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Meet Rosie, Martha, And Juno, The Bayonne Bridge's New Falcon Chicks

As urban bird lovers know, New York City is a predator's paradise, with high-rises, church steeples, and towering bridges that are the perfect place to perch while zeroing in on prey. (Air conditioning units are cool, too!) Now, there are three more future killers getting their talons ready.

The Port Authority and NYC Department of Environmental Protection announced that three female peregrine falcon chicks hatched in early May, near the Bayonne Bridge. The trio was banded on May 29th, and appeared to be about 21 days old. The NYC DEP believes they made their first flights around June 19th.

They were named Martha, Rosie and Juno, in honor of World War II heroes and the 75th anniversary of D-Day celebrated earlier this month, according to the Port Authority. Olga Krueger, the Staten Island Bridges General Manager, said, "Martha was the first name of one of the first female war correspondents. Rosie the Riveter is a cultural icon who represents the women who worked in factories and shipyards during the war. And Juno is the name of one of the beaches used as a landing area during the invasion."

The Port Authority also described the process to tag the birds

Rich Kerney, a SIB maintenance unit supervisor, and Chris Nadareski, a research scientist with the New York City Department of Environmental Protection (DEP), climbed up a 40-foot nesting tower in the Arthur Kill near the Bayonne Bridge.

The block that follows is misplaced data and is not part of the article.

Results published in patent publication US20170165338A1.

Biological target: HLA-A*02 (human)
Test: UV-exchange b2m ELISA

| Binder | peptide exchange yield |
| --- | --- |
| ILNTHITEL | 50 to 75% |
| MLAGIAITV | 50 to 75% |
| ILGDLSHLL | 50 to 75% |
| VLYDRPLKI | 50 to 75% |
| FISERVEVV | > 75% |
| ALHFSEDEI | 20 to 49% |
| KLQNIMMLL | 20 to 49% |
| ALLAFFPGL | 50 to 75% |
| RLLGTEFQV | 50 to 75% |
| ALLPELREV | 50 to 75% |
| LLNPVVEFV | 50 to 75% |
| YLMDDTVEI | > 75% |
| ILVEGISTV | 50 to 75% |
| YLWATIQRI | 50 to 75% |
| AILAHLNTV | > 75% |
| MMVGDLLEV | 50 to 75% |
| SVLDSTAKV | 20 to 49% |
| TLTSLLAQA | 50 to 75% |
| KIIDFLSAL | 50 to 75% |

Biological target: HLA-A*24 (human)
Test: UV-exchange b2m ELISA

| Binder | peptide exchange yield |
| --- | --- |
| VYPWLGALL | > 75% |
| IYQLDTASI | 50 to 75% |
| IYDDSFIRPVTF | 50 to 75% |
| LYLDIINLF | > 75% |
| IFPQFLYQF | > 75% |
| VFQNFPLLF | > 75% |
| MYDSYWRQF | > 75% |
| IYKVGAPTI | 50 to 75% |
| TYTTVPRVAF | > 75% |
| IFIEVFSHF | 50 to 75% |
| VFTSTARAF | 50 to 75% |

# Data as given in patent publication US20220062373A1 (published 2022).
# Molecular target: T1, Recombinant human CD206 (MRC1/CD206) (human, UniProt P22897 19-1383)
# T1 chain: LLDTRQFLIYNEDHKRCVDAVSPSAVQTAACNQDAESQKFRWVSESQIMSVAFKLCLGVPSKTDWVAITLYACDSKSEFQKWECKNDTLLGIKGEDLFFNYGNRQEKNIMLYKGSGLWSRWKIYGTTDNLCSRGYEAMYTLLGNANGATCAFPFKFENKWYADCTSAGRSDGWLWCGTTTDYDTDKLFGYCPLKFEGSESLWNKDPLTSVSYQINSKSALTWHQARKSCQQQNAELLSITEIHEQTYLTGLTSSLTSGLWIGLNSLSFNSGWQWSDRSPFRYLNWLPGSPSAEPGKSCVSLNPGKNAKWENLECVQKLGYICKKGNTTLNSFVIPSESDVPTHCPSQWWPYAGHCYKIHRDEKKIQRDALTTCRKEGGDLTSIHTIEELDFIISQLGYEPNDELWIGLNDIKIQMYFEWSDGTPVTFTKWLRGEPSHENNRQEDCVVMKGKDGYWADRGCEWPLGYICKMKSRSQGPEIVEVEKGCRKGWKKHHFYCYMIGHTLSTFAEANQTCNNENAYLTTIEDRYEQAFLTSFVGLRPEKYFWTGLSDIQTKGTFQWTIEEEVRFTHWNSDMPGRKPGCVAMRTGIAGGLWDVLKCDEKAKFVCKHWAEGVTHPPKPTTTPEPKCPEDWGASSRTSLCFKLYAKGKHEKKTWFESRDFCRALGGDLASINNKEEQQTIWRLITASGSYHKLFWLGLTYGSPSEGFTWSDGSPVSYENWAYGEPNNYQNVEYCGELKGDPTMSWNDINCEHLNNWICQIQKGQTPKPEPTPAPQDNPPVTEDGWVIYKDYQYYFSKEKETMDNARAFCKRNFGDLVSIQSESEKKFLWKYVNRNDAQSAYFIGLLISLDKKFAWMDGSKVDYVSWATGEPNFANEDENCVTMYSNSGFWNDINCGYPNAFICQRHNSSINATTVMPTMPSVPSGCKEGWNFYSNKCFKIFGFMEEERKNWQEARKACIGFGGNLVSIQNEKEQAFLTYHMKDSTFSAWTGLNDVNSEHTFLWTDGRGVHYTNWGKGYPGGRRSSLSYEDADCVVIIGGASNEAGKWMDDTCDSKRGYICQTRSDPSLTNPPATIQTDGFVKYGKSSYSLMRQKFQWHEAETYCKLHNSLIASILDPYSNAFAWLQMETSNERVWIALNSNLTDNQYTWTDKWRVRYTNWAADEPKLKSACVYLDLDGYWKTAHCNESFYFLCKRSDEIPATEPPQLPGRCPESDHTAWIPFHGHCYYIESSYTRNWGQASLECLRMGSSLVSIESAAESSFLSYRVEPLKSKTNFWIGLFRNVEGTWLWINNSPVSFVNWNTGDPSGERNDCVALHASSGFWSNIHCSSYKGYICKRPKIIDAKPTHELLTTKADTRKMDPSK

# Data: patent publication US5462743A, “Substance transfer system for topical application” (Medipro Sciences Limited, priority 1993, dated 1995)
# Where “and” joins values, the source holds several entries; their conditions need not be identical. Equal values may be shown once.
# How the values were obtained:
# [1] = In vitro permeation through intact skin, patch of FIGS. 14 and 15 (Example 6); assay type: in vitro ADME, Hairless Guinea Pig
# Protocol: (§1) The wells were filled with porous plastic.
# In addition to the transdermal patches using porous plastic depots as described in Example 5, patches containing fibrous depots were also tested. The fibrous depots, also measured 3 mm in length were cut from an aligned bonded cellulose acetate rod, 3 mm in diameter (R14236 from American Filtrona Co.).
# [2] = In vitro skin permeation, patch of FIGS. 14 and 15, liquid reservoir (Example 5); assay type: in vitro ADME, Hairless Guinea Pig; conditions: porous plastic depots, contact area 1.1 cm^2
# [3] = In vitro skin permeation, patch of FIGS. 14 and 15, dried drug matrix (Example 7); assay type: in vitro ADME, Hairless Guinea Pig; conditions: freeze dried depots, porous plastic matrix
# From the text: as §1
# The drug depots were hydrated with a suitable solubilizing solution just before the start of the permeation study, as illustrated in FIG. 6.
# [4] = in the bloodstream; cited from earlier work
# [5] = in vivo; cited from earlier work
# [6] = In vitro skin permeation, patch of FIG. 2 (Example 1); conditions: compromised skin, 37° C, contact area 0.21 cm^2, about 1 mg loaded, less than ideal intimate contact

Nadareski secured identification bands around the newborns’ tiny claws — much to the displeasure of their protective mother and father. The parents aggressively circled and clawed at him and Kerney throughout the process, out of concern for their babies, but soon enough Nadareski returned them safely to their care.

The chicks are banded so the agencies can track their movement and understand their migration. Also, the bands aid in identification if the birds are later wounded or found dead. And, yes, baby falcons are very noisy:

Since 1992, 46 peregrine falcons have hatched from the bridge—and Nadareski has banded 43 of them. The NYC DEP, Port Authority, and NY State Department of Environmental Conservation have been working together to keep the falcon population thriving. In fact, the NYS DEC explains, "Peregrine falcons are listed as an endangered species in New York State. They were eliminated as a nesting species in the state by the early 1960s, due mainly to pesticide (DDE) residues in their prey. The release of young captive bred birds from 1974-1988 helped lead to their return as a nesting species. Peregrines first returned to nest on two bridges in New York City in 1983. Two years later they were again nesting in the Adirondacks."

And now, "New York City may now have the largest urban population of peregrine falcons anywhere. Peregrines nest on every Hudson River bridge south of Albany."

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